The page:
Samuel Water Surratt Jr. left his mark on Zephyrhills
By B.C. Manion
When people talk about Samuel Walter Surratt Jr., they recall a man who was a devoted civic leader, an involved father and a generally nice guy to be around.
For 21 years, you could find Sam at Zephyrhills City Hall on Monday nights, handling the duties of a city councilman. He devoted the same number of years to helping put out fires as a member of the city’s volunteer fire squad.
He was so well respected that he was named as grand marshal of the Zephyrhills’ Founder’s Day Parade three times. Most notably, he was one of 10 grand marshals selected for the Founder’s Day Parade that celebrated the East Pasco County community’s 100th birthday.
He died on Aug. 14 at age 92 after battling pneumonia, Parkinson’s and heart disease. Hundreds of people turned out on Aug. 18 for his funeral at the First United Methodist Church in downtown Zephyrhills.
Surratt is survived by his wife, Raybelle, and their son, Sam Surratt III. He was preceded in death by the couple’s daughter, Judith Ireland. Other survivors include his son’s wife, Linda, four grandchildren and two great-grandchildren.
Raybelle, his wife of 71 years, recalled her husband’s kindness and generosity. She said he thrived on helping others and knew how to have a good time.
“He was very outgoing. He enjoyed life. He was a fun person to live with and be around,” said Raybelle, who met her husband while she was selling tickets at the Crescent movie theater in Dade City, where they both lived.
“Other than his two years in the service, we were never separated,” Raybelle said. He served a two-year stint in the U.S. Army, using his welding skills to repair ships in Rouen, France.
After returning from World War II, he ran his own business, Surratt Iron & Welding Works, in downtown Dade City, across from the historic courthouse, Raybelle said.
Sam Surratt III, recalls visiting his dad’s business.
“What was so neat about the shop — it was a gathering place for politicians. It was wonderful,” he said. People interested in running for office would drop by to test the waters, he said. “That was the local chat shop.”
He shared many happy times with his dad.
“Years ago, in Zephyrhills, we would put a team together and play together in somebody’s pasture,” he said.
His dad would pile all of the kids in the back of a pickup and drive them to one of the fields. Sam and other fathers would use barrels covered with feed sacks to roll across the field, picking up sandspurs so they wouldn’t stick to the kids’ feet.
“We played bare-footed for cryin’ out loud,” he said. “We would have bases (made) out of cow pies.
“We used to hunt at the Green Swamp,” he added. They made it a point to be there on the opening day of hunting season. “I always missed that first day of school.”
Raybelle recalled that her husband was a big band booster supporting both of their kids who played instruments. He pitched in at cookouts to help raise money.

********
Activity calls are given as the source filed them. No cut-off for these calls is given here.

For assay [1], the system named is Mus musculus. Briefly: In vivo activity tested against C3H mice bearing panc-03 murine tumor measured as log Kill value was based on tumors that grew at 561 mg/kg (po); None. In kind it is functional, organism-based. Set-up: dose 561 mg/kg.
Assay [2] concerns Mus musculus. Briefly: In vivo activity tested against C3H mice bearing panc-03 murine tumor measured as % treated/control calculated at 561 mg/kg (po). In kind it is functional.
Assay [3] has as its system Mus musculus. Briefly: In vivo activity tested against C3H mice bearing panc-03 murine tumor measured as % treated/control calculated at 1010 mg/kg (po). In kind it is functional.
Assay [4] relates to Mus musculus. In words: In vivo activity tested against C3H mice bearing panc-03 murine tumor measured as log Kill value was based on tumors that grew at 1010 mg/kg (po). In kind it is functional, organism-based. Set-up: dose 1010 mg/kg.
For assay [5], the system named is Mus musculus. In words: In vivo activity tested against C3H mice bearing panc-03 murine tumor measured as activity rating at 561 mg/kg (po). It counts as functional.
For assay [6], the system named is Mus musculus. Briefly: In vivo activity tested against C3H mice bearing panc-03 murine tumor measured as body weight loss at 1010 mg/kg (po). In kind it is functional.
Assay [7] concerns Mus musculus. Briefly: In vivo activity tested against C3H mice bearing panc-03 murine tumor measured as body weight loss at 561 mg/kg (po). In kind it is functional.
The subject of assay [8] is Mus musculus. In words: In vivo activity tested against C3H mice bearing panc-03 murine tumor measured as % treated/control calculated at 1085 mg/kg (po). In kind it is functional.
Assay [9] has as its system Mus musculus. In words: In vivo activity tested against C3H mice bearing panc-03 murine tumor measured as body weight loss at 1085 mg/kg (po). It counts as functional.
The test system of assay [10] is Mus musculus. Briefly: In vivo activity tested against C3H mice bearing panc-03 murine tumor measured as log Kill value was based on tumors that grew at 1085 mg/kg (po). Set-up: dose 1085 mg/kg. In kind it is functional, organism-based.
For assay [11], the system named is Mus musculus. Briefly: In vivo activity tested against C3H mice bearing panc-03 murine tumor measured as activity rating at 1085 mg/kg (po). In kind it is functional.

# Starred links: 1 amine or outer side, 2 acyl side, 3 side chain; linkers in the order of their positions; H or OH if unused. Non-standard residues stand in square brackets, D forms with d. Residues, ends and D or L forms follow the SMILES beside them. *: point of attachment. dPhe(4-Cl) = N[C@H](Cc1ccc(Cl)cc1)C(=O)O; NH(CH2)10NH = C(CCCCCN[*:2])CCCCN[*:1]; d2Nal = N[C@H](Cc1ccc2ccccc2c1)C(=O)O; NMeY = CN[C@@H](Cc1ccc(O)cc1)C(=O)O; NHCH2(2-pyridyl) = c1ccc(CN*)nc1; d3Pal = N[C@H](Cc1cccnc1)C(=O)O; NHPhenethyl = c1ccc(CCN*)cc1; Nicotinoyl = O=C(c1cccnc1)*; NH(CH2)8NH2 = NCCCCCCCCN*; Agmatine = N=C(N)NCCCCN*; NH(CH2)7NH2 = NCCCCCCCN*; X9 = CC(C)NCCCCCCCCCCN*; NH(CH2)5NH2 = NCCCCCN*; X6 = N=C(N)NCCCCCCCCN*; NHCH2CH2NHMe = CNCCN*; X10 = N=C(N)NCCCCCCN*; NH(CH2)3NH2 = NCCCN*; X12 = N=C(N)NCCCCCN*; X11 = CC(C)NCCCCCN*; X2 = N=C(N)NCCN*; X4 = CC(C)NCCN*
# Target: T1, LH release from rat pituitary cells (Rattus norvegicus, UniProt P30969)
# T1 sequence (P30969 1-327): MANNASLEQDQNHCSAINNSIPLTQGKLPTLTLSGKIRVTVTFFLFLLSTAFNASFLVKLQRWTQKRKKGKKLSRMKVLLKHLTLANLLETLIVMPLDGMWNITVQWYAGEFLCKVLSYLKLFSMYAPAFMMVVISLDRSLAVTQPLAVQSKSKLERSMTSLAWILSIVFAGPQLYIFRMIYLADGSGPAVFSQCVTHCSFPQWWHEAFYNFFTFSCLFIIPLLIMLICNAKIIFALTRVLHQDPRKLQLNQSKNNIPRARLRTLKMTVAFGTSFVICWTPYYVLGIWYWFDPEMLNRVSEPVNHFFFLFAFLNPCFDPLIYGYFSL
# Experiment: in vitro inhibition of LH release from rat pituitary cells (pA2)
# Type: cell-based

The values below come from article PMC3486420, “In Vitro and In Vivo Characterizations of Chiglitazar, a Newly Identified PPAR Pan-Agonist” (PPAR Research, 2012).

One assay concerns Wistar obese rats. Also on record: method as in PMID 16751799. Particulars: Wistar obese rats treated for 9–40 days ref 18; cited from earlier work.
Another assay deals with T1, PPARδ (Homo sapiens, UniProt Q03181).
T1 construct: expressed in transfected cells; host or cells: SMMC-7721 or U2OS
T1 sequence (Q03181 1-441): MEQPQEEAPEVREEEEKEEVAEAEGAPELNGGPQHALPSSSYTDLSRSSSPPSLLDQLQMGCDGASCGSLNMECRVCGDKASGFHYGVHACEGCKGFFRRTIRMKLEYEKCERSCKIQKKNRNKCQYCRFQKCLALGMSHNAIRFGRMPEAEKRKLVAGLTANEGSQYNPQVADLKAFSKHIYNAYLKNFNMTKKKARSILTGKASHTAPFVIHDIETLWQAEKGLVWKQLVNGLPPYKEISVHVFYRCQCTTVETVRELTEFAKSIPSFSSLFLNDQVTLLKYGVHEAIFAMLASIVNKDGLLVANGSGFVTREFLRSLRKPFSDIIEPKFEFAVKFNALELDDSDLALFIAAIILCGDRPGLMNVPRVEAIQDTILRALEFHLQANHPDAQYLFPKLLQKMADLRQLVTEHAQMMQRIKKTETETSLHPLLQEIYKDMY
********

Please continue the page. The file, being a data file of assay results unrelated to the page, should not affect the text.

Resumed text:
Raybelle also recounted her husband’s passion for gardening, especially for growing orchids. He enjoyed perfecting the beautiful blooms and sharing them with others, she said.
When he retired from his welding business, Sam sold the building to a law firm and used some of the proceeds to explore the world with Raybelle.
“We had a lot of nice trips together,” said Raybelle, who retired after working for years for Pasco County Schools in Zephyrhills and then for the Clerk of the Circuit Court in Dade City.
Places they visited included Switzerland, France, Italy, Africa, Spain and South America.
The two often traveled with two other couples, Jean McClain Murphy and her husband, Pat, and Christine and H.C. Douglas.
Murphy said the couples got along famously and had a fantastic time on the trips.
“Sam was always the same. He had a wonderful personality. He was always happy.”
When the couples were in their 20s and 30s, they would routinely get together with several other couples, Murphy recalled. They weren’t wealthy, but they had fun.
“We were in each other’s homes and our children were there, and Sam was always in the middle of it,” Murphy said.
He enjoyed socializing, Raybelle said, but he also got tremendous pleasure from being of service to others.
Besides being a council member and a volunteer firefighter, he was also involved with the First United Methodist Church, served on the Zephyr Haven Nursing Home Board and was a member of the Zephyrhills V.F.W. He was a member of the Masonic Lodge for more than 50 years and was an honorary member of the Zephyrhills Garden Club.
He received the Distinguished Citizenship Award in Governmental Affairs in 1975.
“He believed in giving back,” Raybelle said. “He didn’t do things for any recognition. He just enjoyed doing them. He was a humble man.”
He also got a big kick from gathering with a group of men at Scratch, a coffee club where members enjoy good-natured ribbing and talking politics, she said.
Sam’s son said if there is anything people remember about his father, he hopes it is this: “He was so passionate about this community and the people who lived here. He was always approachable. He would talk to anyone. He was never too busy to help people out of a problem.”